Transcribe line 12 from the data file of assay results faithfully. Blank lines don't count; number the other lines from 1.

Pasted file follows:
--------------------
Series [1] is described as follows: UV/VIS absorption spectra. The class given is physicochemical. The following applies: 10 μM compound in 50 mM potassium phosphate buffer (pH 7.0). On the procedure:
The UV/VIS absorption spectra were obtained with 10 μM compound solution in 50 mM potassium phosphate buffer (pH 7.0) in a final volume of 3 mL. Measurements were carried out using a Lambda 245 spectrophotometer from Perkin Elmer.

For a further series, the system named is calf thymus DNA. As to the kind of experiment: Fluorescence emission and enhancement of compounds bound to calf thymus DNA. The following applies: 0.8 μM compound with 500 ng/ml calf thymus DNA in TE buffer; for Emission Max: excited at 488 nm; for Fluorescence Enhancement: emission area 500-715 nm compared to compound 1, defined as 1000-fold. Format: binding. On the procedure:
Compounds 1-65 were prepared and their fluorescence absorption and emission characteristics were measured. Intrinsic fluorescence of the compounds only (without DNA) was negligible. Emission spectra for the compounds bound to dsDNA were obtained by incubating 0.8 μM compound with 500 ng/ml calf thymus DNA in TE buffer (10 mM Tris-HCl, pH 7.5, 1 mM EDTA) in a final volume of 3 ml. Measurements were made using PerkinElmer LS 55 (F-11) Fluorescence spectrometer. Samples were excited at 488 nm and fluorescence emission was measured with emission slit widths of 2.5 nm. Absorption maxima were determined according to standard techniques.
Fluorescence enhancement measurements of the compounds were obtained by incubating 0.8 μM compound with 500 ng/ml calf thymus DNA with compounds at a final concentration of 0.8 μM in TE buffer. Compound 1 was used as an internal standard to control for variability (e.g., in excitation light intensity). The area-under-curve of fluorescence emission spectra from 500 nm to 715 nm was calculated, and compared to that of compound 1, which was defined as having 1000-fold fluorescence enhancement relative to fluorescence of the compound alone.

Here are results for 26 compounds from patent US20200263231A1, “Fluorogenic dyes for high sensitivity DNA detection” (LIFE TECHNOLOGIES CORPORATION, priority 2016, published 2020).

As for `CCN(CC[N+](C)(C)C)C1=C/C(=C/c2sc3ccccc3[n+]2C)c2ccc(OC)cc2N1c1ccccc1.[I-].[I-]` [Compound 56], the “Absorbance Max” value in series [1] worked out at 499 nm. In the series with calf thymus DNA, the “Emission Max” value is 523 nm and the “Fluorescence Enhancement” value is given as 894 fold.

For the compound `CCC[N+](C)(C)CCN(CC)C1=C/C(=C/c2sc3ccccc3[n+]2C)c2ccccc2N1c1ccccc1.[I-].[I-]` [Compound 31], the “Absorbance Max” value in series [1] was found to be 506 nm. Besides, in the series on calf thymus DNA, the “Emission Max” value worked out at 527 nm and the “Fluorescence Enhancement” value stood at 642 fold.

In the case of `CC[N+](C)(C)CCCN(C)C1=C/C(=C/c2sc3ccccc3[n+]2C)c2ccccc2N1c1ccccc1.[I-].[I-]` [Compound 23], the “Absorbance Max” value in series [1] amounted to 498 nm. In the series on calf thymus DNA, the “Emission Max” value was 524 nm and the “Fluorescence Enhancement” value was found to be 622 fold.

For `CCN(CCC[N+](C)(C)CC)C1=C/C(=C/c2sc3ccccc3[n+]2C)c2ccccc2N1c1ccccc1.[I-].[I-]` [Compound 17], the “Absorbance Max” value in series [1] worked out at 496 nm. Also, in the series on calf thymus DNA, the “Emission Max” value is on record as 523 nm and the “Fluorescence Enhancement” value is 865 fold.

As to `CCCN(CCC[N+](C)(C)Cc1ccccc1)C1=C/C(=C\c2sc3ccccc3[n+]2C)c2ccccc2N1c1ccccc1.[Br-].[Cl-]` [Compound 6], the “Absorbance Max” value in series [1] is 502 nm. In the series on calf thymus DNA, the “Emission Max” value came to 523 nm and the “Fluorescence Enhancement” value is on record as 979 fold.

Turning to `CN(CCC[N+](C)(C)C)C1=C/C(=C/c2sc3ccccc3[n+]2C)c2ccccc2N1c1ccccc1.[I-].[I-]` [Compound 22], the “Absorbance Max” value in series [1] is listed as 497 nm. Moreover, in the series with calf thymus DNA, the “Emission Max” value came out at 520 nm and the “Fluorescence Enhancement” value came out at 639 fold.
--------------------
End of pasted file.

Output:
Turning to `CN(CCC[N+](C)(C)C)C1=C/C(=C/c2sc3ccccc3[n+]2C)c2ccccc2N1c1ccccc1.[I-].[I-]` [Compound 22], the “Absorbance Max” value in series [1] is listed as 497 nm. Moreover, in the series with calf thymus DNA, the “Emission Max” value came out at 520 nm and the “Fluorescence Enhancement” value came out at 639 fold.